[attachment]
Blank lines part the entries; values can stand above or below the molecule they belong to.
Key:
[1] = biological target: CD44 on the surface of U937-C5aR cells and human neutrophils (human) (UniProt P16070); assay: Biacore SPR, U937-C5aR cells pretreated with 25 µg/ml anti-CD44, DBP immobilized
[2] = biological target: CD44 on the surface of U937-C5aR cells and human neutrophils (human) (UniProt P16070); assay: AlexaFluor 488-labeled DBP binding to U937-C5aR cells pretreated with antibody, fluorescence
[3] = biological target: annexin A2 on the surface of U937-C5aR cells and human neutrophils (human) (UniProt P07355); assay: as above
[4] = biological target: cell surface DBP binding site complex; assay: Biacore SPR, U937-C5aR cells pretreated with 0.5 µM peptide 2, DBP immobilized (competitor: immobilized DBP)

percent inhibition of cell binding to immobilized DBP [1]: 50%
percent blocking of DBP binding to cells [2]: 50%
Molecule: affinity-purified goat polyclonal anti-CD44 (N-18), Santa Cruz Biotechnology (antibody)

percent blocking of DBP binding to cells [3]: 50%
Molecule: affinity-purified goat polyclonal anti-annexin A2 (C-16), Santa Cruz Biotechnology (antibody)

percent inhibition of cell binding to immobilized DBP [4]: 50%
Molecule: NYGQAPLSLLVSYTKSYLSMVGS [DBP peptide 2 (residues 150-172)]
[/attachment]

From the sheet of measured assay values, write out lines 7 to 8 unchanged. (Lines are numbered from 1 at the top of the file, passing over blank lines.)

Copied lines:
percent inhibition of cell binding to immobilized DBP [1]: 50%
percent blocking of DBP binding to cells [2]: 50%